05-28c Bean Station overlook (3) lake hills view bridge
TVA dams turned mountains into hills and islands. (c) Carole Sparks

As our environment changes, our mountain changes. It wears down. It loosens up, making erosion easier. Some small things have changed, some small steps have been taken so that the mountain is looser. It’s a little easier to live here now, and it may come down more quickly in the future.

IMG_0096
Mt. Kilimanjaro is the snow-capped peak on the right. We were about 100 miles away. (c) Carole Sparks

The believer’s environment: It’s also possible to simply move away. Maybe the mountain doesn’t need to move as much as we need to move out of its vicinity. A change in our environment produces the same results as moving the mountain. Mount Kilimanjaro doesn’t look quite as impressive from one hundred miles away.

We’ve changed a few things around here (and stood firm on a few other things) to get a better perspective on our mountain. While we can’t move, we’ve learned to simply look in a different direction occasionally by getting away for a vacation or holiday.

Earthquake

Very rarely, the earth shakes and the mountain crumbles—gone in a matter of minutes. That’s entirely the hand of God. Earthquakes are dangerous for miles, the land often racked with instability and aftershocks. (Kinda thankful I don’t have any first-hand photos of earthquakes.)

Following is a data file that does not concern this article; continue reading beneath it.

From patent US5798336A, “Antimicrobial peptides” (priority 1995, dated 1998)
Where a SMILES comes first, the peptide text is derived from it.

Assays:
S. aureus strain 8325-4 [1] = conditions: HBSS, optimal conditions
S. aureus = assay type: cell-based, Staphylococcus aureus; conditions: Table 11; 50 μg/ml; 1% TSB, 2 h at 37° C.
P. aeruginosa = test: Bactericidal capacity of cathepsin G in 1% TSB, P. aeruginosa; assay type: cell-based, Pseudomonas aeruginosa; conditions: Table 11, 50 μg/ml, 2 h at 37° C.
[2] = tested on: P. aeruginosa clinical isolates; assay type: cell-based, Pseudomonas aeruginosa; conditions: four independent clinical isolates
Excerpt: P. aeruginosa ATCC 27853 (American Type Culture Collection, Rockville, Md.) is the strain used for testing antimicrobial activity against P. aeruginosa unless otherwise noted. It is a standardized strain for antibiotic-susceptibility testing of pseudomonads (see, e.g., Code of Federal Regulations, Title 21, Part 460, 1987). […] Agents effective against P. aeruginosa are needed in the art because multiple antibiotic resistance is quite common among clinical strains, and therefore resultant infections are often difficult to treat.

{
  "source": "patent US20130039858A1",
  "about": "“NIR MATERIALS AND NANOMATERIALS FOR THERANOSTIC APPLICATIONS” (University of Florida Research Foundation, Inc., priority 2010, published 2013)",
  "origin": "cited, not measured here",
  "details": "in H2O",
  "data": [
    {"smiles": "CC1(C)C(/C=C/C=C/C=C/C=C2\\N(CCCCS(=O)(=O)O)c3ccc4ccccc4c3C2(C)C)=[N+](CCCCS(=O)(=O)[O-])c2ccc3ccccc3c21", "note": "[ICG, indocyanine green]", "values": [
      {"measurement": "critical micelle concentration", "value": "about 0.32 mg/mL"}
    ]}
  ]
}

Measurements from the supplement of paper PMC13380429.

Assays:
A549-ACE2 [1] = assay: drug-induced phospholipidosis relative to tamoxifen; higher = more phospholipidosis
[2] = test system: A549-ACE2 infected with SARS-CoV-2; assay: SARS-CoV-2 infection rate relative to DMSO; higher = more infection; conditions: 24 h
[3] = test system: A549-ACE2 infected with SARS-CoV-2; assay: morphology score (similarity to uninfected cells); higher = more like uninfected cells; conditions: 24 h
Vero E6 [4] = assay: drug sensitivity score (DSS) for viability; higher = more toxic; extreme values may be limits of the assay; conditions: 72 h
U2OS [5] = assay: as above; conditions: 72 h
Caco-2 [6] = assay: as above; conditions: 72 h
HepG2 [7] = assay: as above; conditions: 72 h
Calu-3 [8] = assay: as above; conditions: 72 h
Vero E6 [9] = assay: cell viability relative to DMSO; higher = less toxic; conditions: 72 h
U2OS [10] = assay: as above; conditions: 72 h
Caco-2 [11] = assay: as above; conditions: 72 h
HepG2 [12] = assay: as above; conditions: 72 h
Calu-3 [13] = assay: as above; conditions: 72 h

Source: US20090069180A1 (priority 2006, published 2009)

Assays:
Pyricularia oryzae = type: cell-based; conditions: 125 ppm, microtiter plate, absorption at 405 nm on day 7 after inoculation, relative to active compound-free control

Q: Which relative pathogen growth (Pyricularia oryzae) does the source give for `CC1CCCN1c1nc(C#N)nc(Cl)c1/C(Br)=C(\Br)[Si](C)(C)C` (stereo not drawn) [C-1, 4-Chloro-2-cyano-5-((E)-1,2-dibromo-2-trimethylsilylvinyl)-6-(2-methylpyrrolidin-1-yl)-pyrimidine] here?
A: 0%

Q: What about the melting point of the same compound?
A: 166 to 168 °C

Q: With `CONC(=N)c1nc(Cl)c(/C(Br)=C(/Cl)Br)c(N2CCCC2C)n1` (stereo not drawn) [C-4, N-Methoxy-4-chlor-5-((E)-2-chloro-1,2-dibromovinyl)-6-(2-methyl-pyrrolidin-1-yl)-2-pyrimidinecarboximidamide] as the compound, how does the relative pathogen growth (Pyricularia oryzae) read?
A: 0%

When Jesus talked of moving
mountains, He was thinking
about motives, not methods.

It seems I was looking for the earthquake or some miraculous disappearing act—a heavenly sleight of hand—that would solve our situation without much work or patience on my part. Clearly, that’s not God’s only way to work.

When Jesus talked of moving mountains, He wasn’t worried about methods, just motives.

Truly I tell you, if you have faith as small as a mustard seed, you can say to this mountain, ‘Move from here to there,’ and it will move. Nothing will be impossible for you.  –Matthew 17:20

So I’m willing to wait and watch, knowing God has a purpose in the methods He’s using for us. Because God does move mountains, one way or another.

Or perhaps, one way and another.

God does move mountains—one way AND another. This #mountainmoving is #NotAboutMe, via @Carole_Sparks. (click to tweet)

Have you seen a mountain move in your life? Please encourage me by sharing a bit in the comments below. I really would LOVE to hear from you!

Random connection: Good fiction about moving actual mountains

Podcast Interview

IMG_9369
Chester doing the interview at our dining room table. He makes house calls.

I recently sat down with Chester Goad on his Leaderbyte podcast to talk about the creative process, writing, faith, and some other fun stuff. Chester made it interesting and easy to talk–even about myself. Still it’s #NotAboutMe, as you’ll hear.

If you want to know more about me or where I’m coming from, listen to this. Continue reading